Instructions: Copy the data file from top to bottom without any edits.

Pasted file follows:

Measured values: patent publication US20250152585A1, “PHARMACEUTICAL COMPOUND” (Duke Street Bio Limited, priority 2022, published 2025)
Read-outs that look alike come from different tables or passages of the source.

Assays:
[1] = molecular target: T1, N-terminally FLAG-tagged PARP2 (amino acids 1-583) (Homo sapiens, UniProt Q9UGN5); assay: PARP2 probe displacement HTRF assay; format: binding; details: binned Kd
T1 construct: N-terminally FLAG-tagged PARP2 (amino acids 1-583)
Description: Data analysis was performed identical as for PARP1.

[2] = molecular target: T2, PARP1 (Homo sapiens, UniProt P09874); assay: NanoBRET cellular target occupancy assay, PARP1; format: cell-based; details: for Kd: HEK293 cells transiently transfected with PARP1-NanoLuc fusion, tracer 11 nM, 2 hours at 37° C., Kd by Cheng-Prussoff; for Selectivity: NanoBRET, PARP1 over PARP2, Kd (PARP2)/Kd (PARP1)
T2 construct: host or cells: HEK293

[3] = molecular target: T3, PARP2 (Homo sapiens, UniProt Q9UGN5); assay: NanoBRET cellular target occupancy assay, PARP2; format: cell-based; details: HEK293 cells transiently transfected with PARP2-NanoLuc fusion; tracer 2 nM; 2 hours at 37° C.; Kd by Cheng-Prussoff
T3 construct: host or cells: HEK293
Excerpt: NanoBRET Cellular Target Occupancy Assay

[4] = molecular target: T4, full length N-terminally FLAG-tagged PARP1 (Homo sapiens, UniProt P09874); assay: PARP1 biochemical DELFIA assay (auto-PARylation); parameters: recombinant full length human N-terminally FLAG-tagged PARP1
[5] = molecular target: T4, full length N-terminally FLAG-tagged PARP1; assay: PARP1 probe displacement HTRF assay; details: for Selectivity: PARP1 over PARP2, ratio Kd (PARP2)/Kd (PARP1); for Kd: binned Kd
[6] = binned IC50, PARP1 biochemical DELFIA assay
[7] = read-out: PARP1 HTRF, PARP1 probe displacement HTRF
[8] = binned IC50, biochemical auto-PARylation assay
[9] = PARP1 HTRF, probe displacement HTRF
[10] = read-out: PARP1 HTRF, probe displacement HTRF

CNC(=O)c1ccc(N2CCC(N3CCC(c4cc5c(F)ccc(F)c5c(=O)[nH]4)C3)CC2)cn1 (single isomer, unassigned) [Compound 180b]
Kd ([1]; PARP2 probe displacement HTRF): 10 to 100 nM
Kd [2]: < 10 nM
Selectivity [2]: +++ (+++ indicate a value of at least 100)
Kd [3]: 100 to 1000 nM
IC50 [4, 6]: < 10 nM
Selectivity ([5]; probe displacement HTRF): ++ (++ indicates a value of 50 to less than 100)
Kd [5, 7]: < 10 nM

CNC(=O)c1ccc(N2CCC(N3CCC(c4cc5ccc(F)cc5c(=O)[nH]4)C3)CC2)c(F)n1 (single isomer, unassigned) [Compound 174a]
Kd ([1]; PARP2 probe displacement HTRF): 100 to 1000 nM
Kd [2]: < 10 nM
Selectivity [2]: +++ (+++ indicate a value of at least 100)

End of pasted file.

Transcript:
Measured values: patent publication US20250152585A1, “PHARMACEUTICAL COMPOUND” (Duke Street Bio Limited, priority 2022, published 2025)
Read-outs that look alike come from different tables or passages of the source.

Assays:
[1] = molecular target: T1, N-terminally FLAG-tagged PARP2 (amino acids 1-583) (Homo sapiens, UniProt Q9UGN5); assay: PARP2 probe displacement HTRF assay; format: binding; details: binned Kd
T1 construct: N-terminally FLAG-tagged PARP2 (amino acids 1-583)
Description: Data analysis was performed identical as for PARP1.

[2] = molecular target: T2, PARP1 (Homo sapiens, UniProt P09874); assay: NanoBRET cellular target occupancy assay, PARP1; format: cell-based; details: for Kd: HEK293 cells transiently transfected with PARP1-NanoLuc fusion, tracer 11 nM, 2 hours at 37° C., Kd by Cheng-Prussoff; for Selectivity: NanoBRET, PARP1 over PARP2, Kd (PARP2)/Kd (PARP1)
T2 construct: host or cells: HEK293

[3] = molecular target: T3, PARP2 (Homo sapiens, UniProt Q9UGN5); assay: NanoBRET cellular target occupancy assay, PARP2; format: cell-based; details: HEK293 cells transiently transfected with PARP2-NanoLuc fusion; tracer 2 nM; 2 hours at 37° C.; Kd by Cheng-Prussoff
T3 construct: host or cells: HEK293
Excerpt: NanoBRET Cellular Target Occupancy Assay

[4] = molecular target: T4, full length N-terminally FLAG-tagged PARP1 (Homo sapiens, UniProt P09874); assay: PARP1 biochemical DELFIA assay (auto-PARylation); parameters: recombinant full length human N-terminally FLAG-tagged PARP1
[5] = molecular target: T4, full length N-terminally FLAG-tagged PARP1; assay: PARP1 probe displacement HTRF assay; details: for Selectivity: PARP1 over PARP2, ratio Kd (PARP2)/Kd (PARP1); for Kd: binned Kd
[6] = binned IC50, PARP1 biochemical DELFIA assay
[7] = read-out: PARP1 HTRF, PARP1 probe displacement HTRF
[8] = binned IC50, biochemical auto-PARylation assay
[9] = PARP1 HTRF, probe displacement HTRF
[10] = read-out: PARP1 HTRF, probe displacement HTRF

CNC(=O)c1ccc(N2CCC(N3CCC(c4cc5c(F)ccc(F)c5c(=O)[nH]4)C3)CC2)cn1 (single isomer, unassigned) [Compound 180b]
Kd ([1]; PARP2 probe displacement HTRF): 10 to 100 nM
Kd [2]: < 10 nM
Selectivity [2]: +++ (+++ indicate a value of at least 100)
Kd [3]: 100 to 1000 nM
IC50 [4, 6]: < 10 nM
Selectivity ([5]; probe displacement HTRF): ++ (++ indicates a value of 50 to less than 100)
Kd [5, 7]: < 10 nM

CNC(=O)c1ccc(N2CCC(N3CCC(c4cc5ccc(F)cc5c(=O)[nH]4)C3)CC2)c(F)n1 (single isomer, unassigned) [Compound 174a]
Kd ([1]; PARP2 probe displacement HTRF): 100 to 1000 nM
Kd [2]: < 10 nM
Selectivity [2]: +++ (+++ indicate a value of at least 100)